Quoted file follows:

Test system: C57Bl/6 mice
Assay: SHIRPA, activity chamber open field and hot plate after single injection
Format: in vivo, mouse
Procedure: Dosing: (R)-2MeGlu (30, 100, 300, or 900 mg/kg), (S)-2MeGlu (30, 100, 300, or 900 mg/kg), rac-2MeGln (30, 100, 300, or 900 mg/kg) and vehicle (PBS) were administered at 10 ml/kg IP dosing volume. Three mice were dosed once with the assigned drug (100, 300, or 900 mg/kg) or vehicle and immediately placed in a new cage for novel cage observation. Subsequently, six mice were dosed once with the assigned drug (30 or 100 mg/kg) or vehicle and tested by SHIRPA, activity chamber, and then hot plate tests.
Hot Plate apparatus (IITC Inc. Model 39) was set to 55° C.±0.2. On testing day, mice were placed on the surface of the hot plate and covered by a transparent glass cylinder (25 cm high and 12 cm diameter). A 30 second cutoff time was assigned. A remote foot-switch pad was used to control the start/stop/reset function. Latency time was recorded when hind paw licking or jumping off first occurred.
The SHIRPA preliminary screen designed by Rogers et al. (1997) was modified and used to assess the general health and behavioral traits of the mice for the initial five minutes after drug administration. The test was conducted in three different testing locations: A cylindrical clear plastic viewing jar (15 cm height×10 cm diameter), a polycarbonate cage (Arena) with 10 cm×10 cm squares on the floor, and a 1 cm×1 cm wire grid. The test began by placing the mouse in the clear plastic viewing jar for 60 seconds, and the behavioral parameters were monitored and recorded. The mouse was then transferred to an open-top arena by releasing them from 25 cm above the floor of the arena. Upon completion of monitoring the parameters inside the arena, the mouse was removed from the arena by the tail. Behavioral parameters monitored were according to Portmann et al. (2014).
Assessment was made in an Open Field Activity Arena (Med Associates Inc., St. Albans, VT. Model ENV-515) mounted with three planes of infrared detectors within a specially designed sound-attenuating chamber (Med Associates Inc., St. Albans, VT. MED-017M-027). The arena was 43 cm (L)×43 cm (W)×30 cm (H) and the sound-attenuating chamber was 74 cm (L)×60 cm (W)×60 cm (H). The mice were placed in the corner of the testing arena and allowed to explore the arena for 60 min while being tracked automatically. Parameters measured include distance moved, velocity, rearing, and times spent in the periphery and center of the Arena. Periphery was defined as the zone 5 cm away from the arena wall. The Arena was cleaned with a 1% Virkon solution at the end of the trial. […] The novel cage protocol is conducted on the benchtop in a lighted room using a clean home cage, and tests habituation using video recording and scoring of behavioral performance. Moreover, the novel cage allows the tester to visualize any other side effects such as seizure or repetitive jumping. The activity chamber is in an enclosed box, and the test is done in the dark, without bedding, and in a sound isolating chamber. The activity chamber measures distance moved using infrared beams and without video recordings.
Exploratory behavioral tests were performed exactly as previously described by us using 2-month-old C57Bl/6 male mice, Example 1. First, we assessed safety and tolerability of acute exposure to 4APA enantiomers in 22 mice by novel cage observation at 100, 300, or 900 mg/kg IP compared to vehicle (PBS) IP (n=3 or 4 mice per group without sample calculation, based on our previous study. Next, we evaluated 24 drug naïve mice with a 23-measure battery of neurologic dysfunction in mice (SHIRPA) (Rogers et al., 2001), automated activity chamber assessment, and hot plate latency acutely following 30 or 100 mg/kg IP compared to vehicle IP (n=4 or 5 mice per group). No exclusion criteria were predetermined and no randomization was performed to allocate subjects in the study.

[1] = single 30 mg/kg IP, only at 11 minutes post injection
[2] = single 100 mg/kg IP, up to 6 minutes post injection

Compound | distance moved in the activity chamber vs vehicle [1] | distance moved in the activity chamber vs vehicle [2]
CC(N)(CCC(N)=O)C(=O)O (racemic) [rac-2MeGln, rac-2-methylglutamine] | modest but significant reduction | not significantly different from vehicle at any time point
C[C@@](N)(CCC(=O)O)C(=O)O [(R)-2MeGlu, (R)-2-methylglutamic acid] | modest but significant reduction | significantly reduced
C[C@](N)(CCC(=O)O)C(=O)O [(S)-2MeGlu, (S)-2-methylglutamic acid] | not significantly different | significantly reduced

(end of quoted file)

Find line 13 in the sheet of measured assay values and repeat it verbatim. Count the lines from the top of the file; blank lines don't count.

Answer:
C[C@@](N)(CCC(=O)O)C(=O)O [(R)-2MeGlu, (R)-2-methylglutamic acid] | modest but significant reduction | significantly reduced